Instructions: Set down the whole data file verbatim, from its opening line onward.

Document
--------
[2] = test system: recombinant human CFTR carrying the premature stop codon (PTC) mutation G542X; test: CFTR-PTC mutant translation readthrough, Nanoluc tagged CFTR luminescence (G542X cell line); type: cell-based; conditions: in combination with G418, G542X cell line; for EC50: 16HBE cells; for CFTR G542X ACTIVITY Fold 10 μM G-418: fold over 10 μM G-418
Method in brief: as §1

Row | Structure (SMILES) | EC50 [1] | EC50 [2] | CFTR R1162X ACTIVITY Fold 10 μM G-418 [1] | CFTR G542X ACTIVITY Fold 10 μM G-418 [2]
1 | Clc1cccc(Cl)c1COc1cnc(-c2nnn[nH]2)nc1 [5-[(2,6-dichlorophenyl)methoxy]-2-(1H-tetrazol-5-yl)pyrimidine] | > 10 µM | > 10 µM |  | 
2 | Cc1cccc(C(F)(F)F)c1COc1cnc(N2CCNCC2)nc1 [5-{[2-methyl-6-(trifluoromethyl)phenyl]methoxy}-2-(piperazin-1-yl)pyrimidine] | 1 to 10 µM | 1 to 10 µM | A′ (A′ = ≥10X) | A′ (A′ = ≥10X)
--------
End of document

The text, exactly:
[2] = test system: recombinant human CFTR carrying the premature stop codon (PTC) mutation G542X; test: CFTR-PTC mutant translation readthrough, Nanoluc tagged CFTR luminescence (G542X cell line); type: cell-based; conditions: in combination with G418, G542X cell line; for EC50: 16HBE cells; for CFTR G542X ACTIVITY Fold 10 μM G-418: fold over 10 μM G-418
Method in brief: as §1

Row | Structure (SMILES) | EC50 [1] | EC50 [2] | CFTR R1162X ACTIVITY Fold 10 μM G-418 [1] | CFTR G542X ACTIVITY Fold 10 μM G-418 [2]
1 | Clc1cccc(Cl)c1COc1cnc(-c2nnn[nH]2)nc1 [5-[(2,6-dichlorophenyl)methoxy]-2-(1H-tetrazol-5-yl)pyrimidine] | > 10 µM | > 10 µM |  | 
2 | Cc1cccc(C(F)(F)F)c1COc1cnc(N2CCNCC2)nc1 [5-{[2-methyl-6-(trifluoromethyl)phenyl]methoxy}-2-(piperazin-1-yl)pyrimidine] | 1 to 10 µM | 1 to 10 µM | A′ (A′ = ≥10X) | A′ (A′ = ≥10X)